'Switch restored' entries must be initialed by both the conductor and engineer....
During the postaccident interview, the engineer said that she had not known that she was supposed to initial Form 20849 when the position of a main track switch was restored to normal. Further, she added, “I don’t think I’ve ever signed for a switch.”Oversight
To monitor its employees’ compliance with its operating rules, the UP conducts compliance field audits (commonly referred to as “efficiency tests”). According to 49 Code of Federal Regulations Part 217, the Federal Railroad Administration (FRA) can review the auditing.
In the 365 days before the accident, railroad supervisors had observed the engineer on 21 separate occasions. The supervisors had noted 58 individual operating or safety rules that she had followed. They had noted three minor infractions and handled them immediately with oral admonishments. On three specific occasions she was observed properly following the procedures involved in the use of hand-thrown switches; she was never observed using a switch improperly.
During the same period, supervisors had observed the conductor on 21 separate occasions. They had noted 69 individual operating or safety rules that he had followed. Of the 69, the supervisors had orally admonished him for the following 3 minor infractions:
The investigation determined that the crew was experienced and qualified on the territory. No impairing substances were found during the postaccident toxicological tests.
When the accident happened, the conductor and the engineer were ending their
third consecutive noon-to-midnight shift. Since Sunday (the accident happened
minutes after midnight Wednesday), they had had three consistent cycles of
sleep and work. Both said that they had not felt fatigued at the end of the
shift and always made a point of getting enough rest during their off-duty
Following this accident, the UP revised the procedures for operating a hand-operated switch in non-signaled territory. The new rule requires that the crewmember who is operating the switch immediately notify the engineer by radio or hand signal when the switch position is to be changed. Further, the rule now specifies that the engineer and conductor must initial Form 20849 before releasing the track warrant for the main track authority to the dispatcher.
The FRA had issued a Safety Advisory on January 10, 2005, about 8 months before the accident, warning the railroads of an increase in incidents involving hand-throw switches that had inadvertently been left open, allowing trains to enter side tracks unintentionally and resulting in collisions and injuries. The advisory said that if the number of accidents of this type did not decrease, the FRA would be required to take “additional action to address this situation.”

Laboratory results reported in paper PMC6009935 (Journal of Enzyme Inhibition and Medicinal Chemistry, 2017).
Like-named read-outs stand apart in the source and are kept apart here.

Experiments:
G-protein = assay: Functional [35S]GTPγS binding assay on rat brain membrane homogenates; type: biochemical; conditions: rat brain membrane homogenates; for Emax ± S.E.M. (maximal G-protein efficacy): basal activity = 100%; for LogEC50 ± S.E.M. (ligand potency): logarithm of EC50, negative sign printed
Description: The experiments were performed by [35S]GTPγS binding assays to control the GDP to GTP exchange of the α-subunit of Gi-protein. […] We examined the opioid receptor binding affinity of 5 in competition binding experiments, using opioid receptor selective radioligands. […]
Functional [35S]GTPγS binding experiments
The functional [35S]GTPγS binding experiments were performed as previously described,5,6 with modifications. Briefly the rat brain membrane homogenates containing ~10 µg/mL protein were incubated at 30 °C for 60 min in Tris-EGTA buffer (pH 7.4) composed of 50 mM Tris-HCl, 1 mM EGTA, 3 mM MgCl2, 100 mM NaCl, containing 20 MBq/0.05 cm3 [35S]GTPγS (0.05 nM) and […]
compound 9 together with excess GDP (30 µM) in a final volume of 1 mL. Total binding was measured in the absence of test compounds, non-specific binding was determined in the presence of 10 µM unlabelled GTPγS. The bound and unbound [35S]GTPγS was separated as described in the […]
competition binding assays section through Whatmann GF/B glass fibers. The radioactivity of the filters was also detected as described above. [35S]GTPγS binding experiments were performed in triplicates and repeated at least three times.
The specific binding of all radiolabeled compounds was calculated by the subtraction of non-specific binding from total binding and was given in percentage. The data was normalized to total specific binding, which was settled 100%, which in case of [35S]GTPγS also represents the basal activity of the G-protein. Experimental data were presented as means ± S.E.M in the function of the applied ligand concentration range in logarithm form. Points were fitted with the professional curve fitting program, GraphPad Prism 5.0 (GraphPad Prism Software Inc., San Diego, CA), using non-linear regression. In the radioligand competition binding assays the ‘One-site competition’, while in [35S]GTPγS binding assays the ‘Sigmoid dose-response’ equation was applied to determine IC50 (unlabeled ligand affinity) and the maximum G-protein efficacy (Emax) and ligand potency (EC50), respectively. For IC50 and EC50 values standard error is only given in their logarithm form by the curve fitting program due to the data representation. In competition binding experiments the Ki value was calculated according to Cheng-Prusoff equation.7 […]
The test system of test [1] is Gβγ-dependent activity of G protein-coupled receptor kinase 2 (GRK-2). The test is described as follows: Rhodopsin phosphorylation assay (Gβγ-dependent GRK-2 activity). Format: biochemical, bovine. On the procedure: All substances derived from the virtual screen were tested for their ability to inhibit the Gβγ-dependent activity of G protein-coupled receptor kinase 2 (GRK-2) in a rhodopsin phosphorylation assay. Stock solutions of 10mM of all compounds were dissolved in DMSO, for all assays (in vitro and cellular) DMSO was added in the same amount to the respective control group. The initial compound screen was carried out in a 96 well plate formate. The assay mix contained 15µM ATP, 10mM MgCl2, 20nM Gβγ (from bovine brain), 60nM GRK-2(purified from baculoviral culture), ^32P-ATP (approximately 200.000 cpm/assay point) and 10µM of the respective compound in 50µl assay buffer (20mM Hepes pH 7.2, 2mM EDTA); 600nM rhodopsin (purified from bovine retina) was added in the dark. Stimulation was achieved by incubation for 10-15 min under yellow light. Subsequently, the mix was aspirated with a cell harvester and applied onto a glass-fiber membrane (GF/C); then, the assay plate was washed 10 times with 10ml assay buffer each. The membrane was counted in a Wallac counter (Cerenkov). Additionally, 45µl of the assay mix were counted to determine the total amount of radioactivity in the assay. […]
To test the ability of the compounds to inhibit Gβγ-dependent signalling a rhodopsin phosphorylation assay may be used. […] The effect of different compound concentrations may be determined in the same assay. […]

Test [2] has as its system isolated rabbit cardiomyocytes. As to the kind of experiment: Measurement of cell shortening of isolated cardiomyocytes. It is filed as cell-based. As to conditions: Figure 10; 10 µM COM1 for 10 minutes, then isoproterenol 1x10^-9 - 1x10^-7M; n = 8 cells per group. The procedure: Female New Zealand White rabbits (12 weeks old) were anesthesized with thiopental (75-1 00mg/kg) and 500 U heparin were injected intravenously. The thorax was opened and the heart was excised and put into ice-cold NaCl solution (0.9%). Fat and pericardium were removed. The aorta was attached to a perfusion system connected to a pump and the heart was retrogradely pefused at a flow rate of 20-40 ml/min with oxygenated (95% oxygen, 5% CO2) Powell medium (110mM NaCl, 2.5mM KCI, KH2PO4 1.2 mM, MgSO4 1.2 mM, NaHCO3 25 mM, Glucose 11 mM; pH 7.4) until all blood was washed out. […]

On October 19, 2005, about a month after the collision at Shepherd, the FRA issued Emergency Order (EO) No.
24 to address the use of hand-operated main track switches in
non-signaled territory. According to its preamble, the EO had been prompted by several accidents, including the accident in Shepherd, Texas.
The EO has seven specific instructions about using hand-operated switches when the approaching train is not already prepared to slow down or when the switch is not protected by some form of switch-position indicator. One of the seven requirements is similar to the preexisting requirement connected to the Shepherd accident. The EO specifies that the conductor and engineer must initial a Switch Position Awareness Form when the switch is re-lined to the normal position. Further, the train dispatcher must be informed when the switch is in the proper position if the train crew is releasing authority to the main track at this location. The dispatcher is also required to confirm this information and make sure that the engineer and conductor have each initialed the Switch Position Awareness Form.
On November 29, 2005, the Safety Board adopted the railroad accident report titled Collision of Norfolk Southern Freight Train 192 With Standing Norfolk Southern Local Train P22 With Subsequent Hazardous Materials Release at Graniteville, South Carolina, January 6, 2005.  In the Graniteville accident, a local crew had parked its equipment on a side track in non-signaled territory and failed to re-line the main track switch. A train had entered the side track and struck the unoccupied standing train. The subsequent derailment resulted in the release of chlorine from a tank car. Nine people were fatally injured as a result of chlorine gas inhalation.
As a result of that accident the Safety Board recommended that the FRA:
Require that, along main lines in non-signaled territory, railroads install an automatically activated device, independent of the switch banner that will, visually or electronically, compellingly capture the attention of employees involved with switch operations and clearly convey the status of the switch both in daylight and in darkness.
Require railroads, in non-signaled territory and in the absence of switch position indicator lights or other automated systems that provide train crews with advance notice of switch positions, to operate those trains at speeds that will allow them to be safely stopped in advance of misaligned switches.
The National Transportation Safety Board determines that the probable cause of the September 15, 2005, collision of Union Pacific Railroad trains MPBSR 13 and LEF52 14 in Shepherd, Texas, was the failure of the previous crew for train LEF52 14 to return a main track switch to the normal position after they had secured the train on the siding and departed the area.
Adopted: May 22, 2006
4 The reference for this rule infraction was Rule 8.2 “Position of Switches.” This rule covers the use of switches in general and would most likely apply during switching operations. The next rule, Rule 8.3, “Main Track Switches,” was not referenced in the auditing and covers the proper alignment of main track switches.